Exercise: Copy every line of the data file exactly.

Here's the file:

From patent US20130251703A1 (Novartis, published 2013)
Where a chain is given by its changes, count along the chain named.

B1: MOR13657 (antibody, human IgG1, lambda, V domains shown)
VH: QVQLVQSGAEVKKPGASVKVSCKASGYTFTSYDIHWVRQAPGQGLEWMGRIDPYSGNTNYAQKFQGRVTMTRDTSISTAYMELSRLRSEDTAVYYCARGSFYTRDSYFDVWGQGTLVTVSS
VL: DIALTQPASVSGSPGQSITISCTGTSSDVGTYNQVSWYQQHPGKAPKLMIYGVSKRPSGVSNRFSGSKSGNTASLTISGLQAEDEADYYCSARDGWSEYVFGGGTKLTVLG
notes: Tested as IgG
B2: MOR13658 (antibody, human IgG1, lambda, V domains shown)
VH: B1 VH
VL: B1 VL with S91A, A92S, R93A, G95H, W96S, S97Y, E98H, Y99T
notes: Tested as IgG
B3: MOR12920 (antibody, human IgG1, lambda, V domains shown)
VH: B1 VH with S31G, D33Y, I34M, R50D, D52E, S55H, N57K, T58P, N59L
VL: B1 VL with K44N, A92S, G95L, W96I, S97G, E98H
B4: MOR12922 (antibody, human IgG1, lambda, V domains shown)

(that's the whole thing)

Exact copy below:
From patent US20130251703A1 (Novartis, published 2013)
Where a chain is given by its changes, count along the chain named.

B1: MOR13657 (antibody, human IgG1, lambda, V domains shown)
VH: QVQLVQSGAEVKKPGASVKVSCKASGYTFTSYDIHWVRQAPGQGLEWMGRIDPYSGNTNYAQKFQGRVTMTRDTSISTAYMELSRLRSEDTAVYYCARGSFYTRDSYFDVWGQGTLVTVSS
VL: DIALTQPASVSGSPGQSITISCTGTSSDVGTYNQVSWYQQHPGKAPKLMIYGVSKRPSGVSNRFSGSKSGNTASLTISGLQAEDEADYYCSARDGWSEYVFGGGTKLTVLG
notes: Tested as IgG
B2: MOR13658 (antibody, human IgG1, lambda, V domains shown)
VH: B1 VH
VL: B1 VL with S91A, A92S, R93A, G95H, W96S, S97Y, E98H, Y99T
notes: Tested as IgG
B3: MOR12920 (antibody, human IgG1, lambda, V domains shown)
VH: B1 VH with S31G, D33Y, I34M, R50D, D52E, S55H, N57K, T58P, N59L
VL: B1 VL with K44N, A92S, G95L, W96I, S97G, E98H
B4: MOR12922 (antibody, human IgG1, lambda, V domains shown)